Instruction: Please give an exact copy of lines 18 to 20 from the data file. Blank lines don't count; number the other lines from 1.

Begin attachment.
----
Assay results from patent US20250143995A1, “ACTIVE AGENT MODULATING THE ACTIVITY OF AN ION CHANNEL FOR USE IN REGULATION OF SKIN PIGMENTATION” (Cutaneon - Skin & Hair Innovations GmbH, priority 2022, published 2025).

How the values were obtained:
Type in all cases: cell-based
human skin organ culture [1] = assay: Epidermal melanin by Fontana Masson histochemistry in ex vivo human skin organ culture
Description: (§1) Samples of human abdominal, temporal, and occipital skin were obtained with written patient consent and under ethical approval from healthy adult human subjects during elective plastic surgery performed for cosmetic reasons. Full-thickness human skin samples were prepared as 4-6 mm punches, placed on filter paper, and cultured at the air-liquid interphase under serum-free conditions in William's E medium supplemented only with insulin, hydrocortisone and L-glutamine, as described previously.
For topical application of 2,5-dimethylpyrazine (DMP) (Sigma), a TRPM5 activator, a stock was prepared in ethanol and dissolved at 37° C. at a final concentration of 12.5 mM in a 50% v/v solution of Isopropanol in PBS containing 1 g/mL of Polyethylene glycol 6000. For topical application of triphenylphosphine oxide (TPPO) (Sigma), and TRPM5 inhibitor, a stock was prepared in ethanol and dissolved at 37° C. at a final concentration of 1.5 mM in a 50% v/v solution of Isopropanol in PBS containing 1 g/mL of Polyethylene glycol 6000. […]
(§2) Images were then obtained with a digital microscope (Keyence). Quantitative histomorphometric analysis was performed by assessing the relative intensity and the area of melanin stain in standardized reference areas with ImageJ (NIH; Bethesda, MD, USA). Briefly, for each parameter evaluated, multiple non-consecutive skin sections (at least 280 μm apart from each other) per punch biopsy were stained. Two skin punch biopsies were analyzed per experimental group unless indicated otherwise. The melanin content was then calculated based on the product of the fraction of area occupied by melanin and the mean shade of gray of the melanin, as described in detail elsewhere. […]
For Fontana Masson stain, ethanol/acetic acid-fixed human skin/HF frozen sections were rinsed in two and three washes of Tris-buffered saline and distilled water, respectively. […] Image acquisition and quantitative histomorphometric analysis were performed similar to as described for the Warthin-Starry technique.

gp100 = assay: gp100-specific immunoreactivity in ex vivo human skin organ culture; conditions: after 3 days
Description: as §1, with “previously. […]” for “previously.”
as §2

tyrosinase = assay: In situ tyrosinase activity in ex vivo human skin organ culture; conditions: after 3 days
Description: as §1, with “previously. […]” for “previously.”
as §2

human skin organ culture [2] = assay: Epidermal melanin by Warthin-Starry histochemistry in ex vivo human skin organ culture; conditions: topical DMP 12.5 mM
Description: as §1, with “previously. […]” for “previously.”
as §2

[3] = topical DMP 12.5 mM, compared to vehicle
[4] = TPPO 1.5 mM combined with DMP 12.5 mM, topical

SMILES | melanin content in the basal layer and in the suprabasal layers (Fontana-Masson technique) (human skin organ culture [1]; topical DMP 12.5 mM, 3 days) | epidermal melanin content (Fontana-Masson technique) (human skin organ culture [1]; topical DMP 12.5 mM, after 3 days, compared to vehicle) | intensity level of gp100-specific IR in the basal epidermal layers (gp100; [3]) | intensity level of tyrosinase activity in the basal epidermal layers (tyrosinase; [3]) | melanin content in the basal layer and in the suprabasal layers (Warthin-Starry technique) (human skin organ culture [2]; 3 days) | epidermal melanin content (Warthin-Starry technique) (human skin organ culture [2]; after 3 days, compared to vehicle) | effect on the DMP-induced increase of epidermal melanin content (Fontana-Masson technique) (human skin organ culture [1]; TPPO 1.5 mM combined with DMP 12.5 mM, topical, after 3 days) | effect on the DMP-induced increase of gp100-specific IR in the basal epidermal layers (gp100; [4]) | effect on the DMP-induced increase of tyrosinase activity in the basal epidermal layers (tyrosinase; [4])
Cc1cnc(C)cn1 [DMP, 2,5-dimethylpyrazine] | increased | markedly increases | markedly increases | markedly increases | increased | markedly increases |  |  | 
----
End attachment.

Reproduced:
[3] = topical DMP 12.5 mM, compared to vehicle
[4] = TPPO 1.5 mM combined with DMP 12.5 mM, topical

SMILES | melanin content in the basal layer and in the suprabasal layers (Fontana-Masson technique) (human skin organ culture [1]; topical DMP 12.5 mM, 3 days) | epidermal melanin content (Fontana-Masson technique) (human skin organ culture [1]; topical DMP 12.5 mM, after 3 days, compared to vehicle) | intensity level of gp100-specific IR in the basal epidermal layers (gp100; [3]) | intensity level of tyrosinase activity in the basal epidermal layers (tyrosinase; [3]) | melanin content in the basal layer and in the suprabasal layers (Warthin-Starry technique) (human skin organ culture [2]; 3 days) | epidermal melanin content (Warthin-Starry technique) (human skin organ culture [2]; after 3 days, compared to vehicle) | effect on the DMP-induced increase of epidermal melanin content (Fontana-Masson technique) (human skin organ culture [1]; TPPO 1.5 mM combined with DMP 12.5 mM, topical, after 3 days) | effect on the DMP-induced increase of gp100-specific IR in the basal epidermal layers (gp100; [4]) | effect on the DMP-induced increase of tyrosinase activity in the basal epidermal layers (tyrosinase; [4])